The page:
This might just be one of the best-kept secrets in Silicon Valley’s venture-capital scene: Salesforce, the $50 billion cloud software maker, is beating all VC firms in funding some of the largest private cloud software companies in the world.
According to investment bank JMP Securities, Salesforce had the largest number of companies under its portfolio from JMP’s annual “Hot 100” list, which tracks the best private companies in the software industry.
The cloud enterprise software market is one of the fastest-growing segments in tech, with Forrester forecasting companies to spend roughly $620 billion on it this year.
The report, published last month, said Salesforce has investments in 20 of the 100 biggest business software companies, topping some of the most prominent VC firms in the Valley, including Andreessen Horowitz, Battery Ventures, and Sequoia Capital.
Companies under its portfolio include Dropbox, Twilio, DocuSign, Domo, and InsideSales, cloud software companies that were all valued at more than $1 billion.
“The rise of Salesforce.com as a force in the venture industry is quite remarkable,” the report said. “This strategy helps Salesforce.com keep its finger on the pulse of innovation.”
Here’s the chart:
Salesforce’s investment in private companies has been ballooning in recent years. According to its latest earnings report in July, Salesforce invested $449.7 million in privately held companies, nearly three times what it spent six months ago in January 2015.
And the money is turning out to be well-spent, too. The fair value of Salesforce’s investments in privately held companies went from $280 million in January 2015 to $631 million in July 2015, it states in its 10-Q report.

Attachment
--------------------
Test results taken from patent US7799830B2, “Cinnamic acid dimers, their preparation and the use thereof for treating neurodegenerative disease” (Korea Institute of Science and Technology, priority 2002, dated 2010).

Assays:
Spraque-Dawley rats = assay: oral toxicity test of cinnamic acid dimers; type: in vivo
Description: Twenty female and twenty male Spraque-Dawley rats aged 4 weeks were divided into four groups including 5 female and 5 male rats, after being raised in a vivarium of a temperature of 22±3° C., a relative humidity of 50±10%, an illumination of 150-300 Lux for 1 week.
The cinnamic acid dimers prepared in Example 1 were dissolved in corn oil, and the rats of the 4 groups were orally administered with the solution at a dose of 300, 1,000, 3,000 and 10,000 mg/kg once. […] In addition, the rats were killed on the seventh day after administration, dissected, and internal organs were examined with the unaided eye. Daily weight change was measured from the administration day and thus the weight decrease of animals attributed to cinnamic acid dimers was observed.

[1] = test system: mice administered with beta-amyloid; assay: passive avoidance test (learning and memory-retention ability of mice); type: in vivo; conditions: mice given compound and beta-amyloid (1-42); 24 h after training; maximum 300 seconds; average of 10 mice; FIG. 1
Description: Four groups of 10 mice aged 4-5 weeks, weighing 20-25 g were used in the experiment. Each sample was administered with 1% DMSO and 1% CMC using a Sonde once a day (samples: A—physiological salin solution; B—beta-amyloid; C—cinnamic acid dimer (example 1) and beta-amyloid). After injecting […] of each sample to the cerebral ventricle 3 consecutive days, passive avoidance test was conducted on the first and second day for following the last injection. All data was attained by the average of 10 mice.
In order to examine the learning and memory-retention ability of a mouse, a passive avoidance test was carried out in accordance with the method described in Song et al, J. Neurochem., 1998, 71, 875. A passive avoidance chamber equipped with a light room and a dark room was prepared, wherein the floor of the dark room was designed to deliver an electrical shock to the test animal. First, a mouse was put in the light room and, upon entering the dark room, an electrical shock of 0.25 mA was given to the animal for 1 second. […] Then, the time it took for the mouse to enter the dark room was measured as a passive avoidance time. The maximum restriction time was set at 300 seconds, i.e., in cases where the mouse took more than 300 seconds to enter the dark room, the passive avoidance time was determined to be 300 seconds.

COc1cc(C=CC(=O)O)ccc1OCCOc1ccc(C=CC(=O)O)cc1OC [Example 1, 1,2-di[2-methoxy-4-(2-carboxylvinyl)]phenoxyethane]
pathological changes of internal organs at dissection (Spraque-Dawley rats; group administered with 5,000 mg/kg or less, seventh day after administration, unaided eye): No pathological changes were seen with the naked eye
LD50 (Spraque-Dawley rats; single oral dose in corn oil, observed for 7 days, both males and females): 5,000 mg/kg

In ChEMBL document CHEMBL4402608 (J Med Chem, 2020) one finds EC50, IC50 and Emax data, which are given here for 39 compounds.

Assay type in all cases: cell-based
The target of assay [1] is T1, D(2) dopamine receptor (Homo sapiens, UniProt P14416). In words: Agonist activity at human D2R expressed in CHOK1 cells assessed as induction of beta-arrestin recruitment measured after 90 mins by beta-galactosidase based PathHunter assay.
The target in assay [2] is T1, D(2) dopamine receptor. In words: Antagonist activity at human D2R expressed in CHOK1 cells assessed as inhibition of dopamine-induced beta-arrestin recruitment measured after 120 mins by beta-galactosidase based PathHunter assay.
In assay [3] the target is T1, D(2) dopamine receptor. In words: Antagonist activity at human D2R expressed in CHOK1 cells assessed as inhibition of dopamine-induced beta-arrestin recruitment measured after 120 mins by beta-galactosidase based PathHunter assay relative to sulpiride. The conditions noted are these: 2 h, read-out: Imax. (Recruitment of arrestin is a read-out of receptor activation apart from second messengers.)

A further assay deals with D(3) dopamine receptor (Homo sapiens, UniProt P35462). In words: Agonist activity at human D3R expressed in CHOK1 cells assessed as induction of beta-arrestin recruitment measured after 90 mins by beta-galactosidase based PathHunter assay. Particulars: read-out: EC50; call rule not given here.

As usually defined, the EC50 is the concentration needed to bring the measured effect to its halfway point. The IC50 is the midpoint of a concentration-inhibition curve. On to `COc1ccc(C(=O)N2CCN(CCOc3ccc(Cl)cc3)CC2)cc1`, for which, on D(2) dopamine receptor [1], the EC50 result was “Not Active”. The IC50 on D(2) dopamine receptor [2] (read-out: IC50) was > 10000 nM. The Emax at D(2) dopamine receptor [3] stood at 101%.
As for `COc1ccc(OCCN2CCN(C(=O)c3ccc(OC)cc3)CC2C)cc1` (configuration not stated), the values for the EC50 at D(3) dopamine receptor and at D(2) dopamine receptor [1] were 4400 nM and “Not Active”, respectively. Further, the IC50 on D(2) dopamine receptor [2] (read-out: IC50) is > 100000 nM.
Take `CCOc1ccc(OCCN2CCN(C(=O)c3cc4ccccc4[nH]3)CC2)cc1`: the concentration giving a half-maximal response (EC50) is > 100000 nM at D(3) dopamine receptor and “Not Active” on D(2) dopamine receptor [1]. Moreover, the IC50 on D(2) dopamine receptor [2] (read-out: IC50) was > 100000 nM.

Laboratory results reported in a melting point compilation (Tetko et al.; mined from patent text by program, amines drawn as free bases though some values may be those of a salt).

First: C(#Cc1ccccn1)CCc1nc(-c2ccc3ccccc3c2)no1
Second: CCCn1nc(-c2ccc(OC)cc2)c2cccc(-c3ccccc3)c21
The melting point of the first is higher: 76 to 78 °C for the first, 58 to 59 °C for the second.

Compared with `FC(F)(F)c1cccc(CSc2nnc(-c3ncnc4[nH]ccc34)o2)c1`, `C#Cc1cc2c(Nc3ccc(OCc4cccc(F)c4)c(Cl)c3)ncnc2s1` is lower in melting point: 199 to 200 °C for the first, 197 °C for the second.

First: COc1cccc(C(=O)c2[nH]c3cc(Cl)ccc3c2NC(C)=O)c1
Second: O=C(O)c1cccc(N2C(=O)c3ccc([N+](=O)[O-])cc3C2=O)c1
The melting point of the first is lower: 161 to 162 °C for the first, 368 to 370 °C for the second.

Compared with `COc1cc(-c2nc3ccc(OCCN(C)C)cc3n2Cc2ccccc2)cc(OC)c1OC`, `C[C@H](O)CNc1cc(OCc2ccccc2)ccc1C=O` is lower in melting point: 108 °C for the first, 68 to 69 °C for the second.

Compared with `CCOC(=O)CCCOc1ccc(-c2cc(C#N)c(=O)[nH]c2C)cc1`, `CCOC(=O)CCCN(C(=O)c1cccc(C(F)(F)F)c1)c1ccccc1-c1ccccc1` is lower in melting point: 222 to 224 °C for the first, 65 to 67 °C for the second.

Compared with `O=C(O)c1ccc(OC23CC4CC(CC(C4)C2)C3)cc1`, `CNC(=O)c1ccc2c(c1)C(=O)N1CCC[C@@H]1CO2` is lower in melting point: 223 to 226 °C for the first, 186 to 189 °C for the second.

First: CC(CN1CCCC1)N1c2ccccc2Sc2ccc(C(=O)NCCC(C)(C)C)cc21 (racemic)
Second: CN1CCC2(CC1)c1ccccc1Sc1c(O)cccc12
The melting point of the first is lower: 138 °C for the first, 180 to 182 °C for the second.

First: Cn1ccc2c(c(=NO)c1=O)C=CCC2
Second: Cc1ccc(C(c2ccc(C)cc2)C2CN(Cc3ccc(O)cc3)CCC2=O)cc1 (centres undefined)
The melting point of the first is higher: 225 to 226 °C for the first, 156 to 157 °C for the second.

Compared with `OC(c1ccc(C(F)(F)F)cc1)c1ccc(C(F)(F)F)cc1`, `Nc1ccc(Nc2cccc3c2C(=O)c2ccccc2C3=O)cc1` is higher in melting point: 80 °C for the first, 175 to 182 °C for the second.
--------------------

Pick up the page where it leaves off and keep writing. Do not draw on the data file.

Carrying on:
Salesforce’s success in the software investment space may be due to its unique strategy to solely focus on cloud-enterprise software makers — the same industry segment that Salesforce is in.
But Salesforce is also becoming more aggressive with the size of its investment, according to Menlo Ventures’ Matt Murphy, who has over 20 years of experience in the VC world.
“What’s more unusual is Salesforce leading rounds and its willingness to invest $10 [million] to $50 million,” Murphy told us in a previous interview, noting most corporate VCs tend to invest less than $5 million in a single round. “They are definitely one of the most active and collaborative corporate VCs in the valley.”
The clear goal of all this is to grow and nurture the overall enterprise cloud software space, an industry that Salesforce has pioneered since the late 1990s. But as Tom Roderick, managing director of investment firm Stifel, told us previously, it also puts Salesforce in a better position for potential acquisitions.
“This certainly gives them more visibility in the companies that they might look at as partners or potential acquisitions down the road,” he said.
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